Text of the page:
Bernal shows his first signs of weakness
As racing returned after the final rest day of the Giro d’Italia 2021, Egan Bernal looked to be a king in waiting.
The Colombian star has dominated throughout the race so far, winning two stages and continually gaining time to build his advantage to almost 2-30 with just five stages remaining.
His Ineos Grenadiers team continued to control the pace and onto the foot of the savage final climb to Sega di Ala, and it looked like we might see Bernal put in a characteristic attack in the last few kilometres to extend further, but that’s not how it played out.
Around 3km from the summit Simon Yates (Team BikeExchange) finally put in the attack we had been expecting all day, forcing Bernal to try to follow the British Grand Tour winner.
After initially matching Yates, Bernal suddenly hit the wall on the double digit gradients and the clock began to tick.
Bernal looked to have almost come to a complete halt at points, with his team-mate Dani Martinez dropping back to assist his team leader.
After rallying in the final few kilometres, Bernal was able to stick with his nearest rival Damiano Caruso to minimise any losses, while Yates closed gain a chunk of time.
While it may seem like a disaster to crack in dramatic fashion so close to Milan, the blow is not as bad as it initially seems.
Bernal lost just three seconds to Caruso, and just 53 to Yates, which means he still leads the 2-21 to his nearest rival, whilst further distancing others like Hugh Carthy and Aleksandr Vlasov.
The real question is not the time lost on stage 17, but instead what caused Bernal’s slip.
Was it the back problems that have hindered him since last season? Has he overexerted himself in the first two weeks of racing? Or was this just a momentary blip that won’t extend beyond the finish? The remaining four stages will tell.
Simon Yates flies to the summit to take back podium
Britain’s Simon Yates has cast an almost mysterious figure in this year’s Giro.
After a very quiet first week, which many put down to conservative tactics for a final week push, Yates then revealed he’d been suffering from a problem that hindered his performance early in the race.
In the second week he began to climb the leaderboard and jumped into second place after stage 14, only to lose all of his gains on the tough stage 16 to Cortina d’Ampezzo, slipping back to fifth.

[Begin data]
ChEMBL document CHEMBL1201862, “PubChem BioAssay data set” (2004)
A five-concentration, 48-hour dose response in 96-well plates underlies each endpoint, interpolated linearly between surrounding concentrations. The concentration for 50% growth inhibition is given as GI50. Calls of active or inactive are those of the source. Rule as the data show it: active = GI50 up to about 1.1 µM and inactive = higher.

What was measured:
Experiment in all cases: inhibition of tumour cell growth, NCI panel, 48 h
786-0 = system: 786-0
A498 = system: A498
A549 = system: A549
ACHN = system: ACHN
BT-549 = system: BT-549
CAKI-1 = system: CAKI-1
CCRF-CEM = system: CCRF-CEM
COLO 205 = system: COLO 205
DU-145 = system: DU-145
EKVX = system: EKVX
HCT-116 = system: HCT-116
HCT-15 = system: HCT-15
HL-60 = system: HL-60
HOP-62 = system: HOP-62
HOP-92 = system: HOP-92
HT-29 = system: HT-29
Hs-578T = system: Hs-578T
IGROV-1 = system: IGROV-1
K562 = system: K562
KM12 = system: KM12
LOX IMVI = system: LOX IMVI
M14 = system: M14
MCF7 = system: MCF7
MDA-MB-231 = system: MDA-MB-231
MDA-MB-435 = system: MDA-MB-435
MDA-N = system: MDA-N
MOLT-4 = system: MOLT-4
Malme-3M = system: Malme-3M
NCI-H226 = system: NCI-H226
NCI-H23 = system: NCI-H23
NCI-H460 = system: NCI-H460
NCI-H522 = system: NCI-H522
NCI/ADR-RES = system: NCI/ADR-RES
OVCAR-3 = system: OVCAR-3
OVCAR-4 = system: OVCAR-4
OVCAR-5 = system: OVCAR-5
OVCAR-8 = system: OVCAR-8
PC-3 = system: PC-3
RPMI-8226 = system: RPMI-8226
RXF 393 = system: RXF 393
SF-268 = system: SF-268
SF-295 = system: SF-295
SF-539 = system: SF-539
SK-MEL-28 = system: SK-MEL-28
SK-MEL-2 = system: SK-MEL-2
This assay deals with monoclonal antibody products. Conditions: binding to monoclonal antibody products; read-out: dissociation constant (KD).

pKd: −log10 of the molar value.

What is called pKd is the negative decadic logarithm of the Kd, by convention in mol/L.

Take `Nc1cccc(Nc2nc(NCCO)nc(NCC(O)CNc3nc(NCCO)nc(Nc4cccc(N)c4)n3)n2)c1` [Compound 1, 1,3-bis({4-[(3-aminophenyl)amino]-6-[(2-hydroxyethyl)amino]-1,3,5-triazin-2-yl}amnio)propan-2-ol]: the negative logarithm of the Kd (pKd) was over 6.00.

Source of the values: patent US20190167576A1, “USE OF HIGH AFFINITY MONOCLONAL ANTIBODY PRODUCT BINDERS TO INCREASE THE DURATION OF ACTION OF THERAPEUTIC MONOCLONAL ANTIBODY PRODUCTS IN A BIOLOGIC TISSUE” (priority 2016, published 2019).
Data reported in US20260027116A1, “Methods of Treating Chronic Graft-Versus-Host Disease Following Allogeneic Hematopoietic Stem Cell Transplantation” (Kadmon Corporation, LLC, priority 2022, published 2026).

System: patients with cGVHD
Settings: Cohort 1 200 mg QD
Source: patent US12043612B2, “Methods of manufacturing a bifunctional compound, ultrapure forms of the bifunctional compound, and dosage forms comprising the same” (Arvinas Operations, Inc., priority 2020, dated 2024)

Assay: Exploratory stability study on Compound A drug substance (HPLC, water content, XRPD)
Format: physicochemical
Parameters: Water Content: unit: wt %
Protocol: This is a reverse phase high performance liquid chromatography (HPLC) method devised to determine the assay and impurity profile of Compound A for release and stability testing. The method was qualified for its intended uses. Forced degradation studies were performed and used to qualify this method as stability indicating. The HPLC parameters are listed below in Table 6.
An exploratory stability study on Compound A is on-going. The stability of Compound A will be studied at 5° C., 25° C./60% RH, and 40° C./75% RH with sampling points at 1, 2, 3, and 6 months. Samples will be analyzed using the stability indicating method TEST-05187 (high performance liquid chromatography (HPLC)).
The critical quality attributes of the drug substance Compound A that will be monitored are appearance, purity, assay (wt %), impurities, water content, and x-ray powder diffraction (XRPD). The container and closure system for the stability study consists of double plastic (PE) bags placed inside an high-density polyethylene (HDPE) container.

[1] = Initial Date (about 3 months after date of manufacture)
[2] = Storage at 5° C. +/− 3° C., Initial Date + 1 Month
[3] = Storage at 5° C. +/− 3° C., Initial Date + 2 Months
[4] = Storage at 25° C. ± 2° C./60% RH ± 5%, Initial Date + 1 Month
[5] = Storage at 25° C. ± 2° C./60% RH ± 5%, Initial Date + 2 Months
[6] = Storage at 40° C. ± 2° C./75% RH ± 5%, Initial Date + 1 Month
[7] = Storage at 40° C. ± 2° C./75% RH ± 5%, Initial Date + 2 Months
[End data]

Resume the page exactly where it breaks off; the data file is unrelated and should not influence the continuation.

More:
Then on stage 17 Yates came back once again, enjoying the better weather to attack Bernal and power clear.
After the stage, Yates revealed the GC had not been on his mind when he attacked 3km from the finish, saying he was in pursuit of a stage win after his team missed the day’s breakaway, not realising Bernal had been dropped until some time after his move.
Yates was able to jump back onto the podium as he gained around 50 seconds on Bernal and Caruso, but he may lose sleep over the time he lost on stage 16.
If Yates had not lost 2-37 to Bernal on Monday, he would now be just 40 seconds behind Bernal, rather than the 3-23 deficit he currently faces.
But with plenty more climbing to come, Yates may be able to take advantage of the cracks Bernal showed on stage 17.
Dan Martin completes the set
The 2021 Giro has been a bittersweet race for Israel Start-Up Nation, with alternating successes and disappointments for the team throughout the race.
After losing Krists Neilands to a crash after the finish of the first stage, the team then took the maglia rosa with Alessandro De Marchi in the first week, before the Italian suffered serious injuries in a crash and was forced to abandon.
Alex Dowsett, the winner of ISN’s first ever Grand Tour stage in the Giro last year, was then forced to pull out due to illness, while their GC leader Dan Martin had steadily lost time over the course of the race.
But an ever-determined Martin made persistent efforts to make it into the breakaway in pursuit of stage victory, and on stage 17 the winds turned in his favour.
After struggling to make it into the day’s break, Martin emerged as the strongest rider on the final climb, dangling out front with just 90 seconds over the rapid group of GC favourites.
But knowing the climb, Martin dug in until the final 2km where he finally decided to empty the tank to break the hearts of any stage hopefuls behind (including Simon Yates).